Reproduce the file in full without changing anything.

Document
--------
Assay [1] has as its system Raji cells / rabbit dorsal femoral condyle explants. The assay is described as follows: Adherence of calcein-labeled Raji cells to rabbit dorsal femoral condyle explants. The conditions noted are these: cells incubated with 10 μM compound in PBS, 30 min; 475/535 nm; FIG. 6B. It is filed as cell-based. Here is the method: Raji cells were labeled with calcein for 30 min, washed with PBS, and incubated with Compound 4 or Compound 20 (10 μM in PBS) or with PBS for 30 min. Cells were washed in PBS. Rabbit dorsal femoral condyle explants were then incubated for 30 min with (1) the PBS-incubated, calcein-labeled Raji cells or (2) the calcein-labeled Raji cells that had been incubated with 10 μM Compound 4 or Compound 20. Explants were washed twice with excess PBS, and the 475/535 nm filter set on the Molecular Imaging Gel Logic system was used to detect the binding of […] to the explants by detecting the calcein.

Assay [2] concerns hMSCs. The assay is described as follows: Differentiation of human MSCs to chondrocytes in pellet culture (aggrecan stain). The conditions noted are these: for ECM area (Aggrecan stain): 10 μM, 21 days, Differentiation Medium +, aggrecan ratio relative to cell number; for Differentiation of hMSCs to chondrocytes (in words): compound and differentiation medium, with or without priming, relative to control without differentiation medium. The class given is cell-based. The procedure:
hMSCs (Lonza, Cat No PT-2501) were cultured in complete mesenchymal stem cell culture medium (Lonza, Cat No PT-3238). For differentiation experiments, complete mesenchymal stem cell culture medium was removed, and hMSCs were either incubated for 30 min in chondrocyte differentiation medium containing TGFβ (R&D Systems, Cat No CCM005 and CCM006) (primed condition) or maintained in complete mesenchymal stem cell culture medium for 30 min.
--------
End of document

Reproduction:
Assay [1] has as its system Raji cells / rabbit dorsal femoral condyle explants. The assay is described as follows: Adherence of calcein-labeled Raji cells to rabbit dorsal femoral condyle explants. The conditions noted are these: cells incubated with 10 μM compound in PBS, 30 min; 475/535 nm; FIG. 6B. It is filed as cell-based. Here is the method: Raji cells were labeled with calcein for 30 min, washed with PBS, and incubated with Compound 4 or Compound 20 (10 μM in PBS) or with PBS for 30 min. Cells were washed in PBS. Rabbit dorsal femoral condyle explants were then incubated for 30 min with (1) the PBS-incubated, calcein-labeled Raji cells or (2) the calcein-labeled Raji cells that had been incubated with 10 μM Compound 4 or Compound 20. Explants were washed twice with excess PBS, and the 475/535 nm filter set on the Molecular Imaging Gel Logic system was used to detect the binding of […] to the explants by detecting the calcein.

Assay [2] concerns hMSCs. The assay is described as follows: Differentiation of human MSCs to chondrocytes in pellet culture (aggrecan stain). The conditions noted are these: for ECM area (Aggrecan stain): 10 μM, 21 days, Differentiation Medium +, aggrecan ratio relative to cell number; for Differentiation of hMSCs to chondrocytes (in words): compound and differentiation medium, with or without priming, relative to control without differentiation medium. The class given is cell-based. The procedure:
hMSCs (Lonza, Cat No PT-2501) were cultured in complete mesenchymal stem cell culture medium (Lonza, Cat No PT-3238). For differentiation experiments, complete mesenchymal stem cell culture medium was removed, and hMSCs were either incubated for 30 min in chondrocyte differentiation medium containing TGFβ (R&D Systems, Cat No CCM005 and CCM006) (primed condition) or maintained in complete mesenchymal stem cell culture medium for 30 min.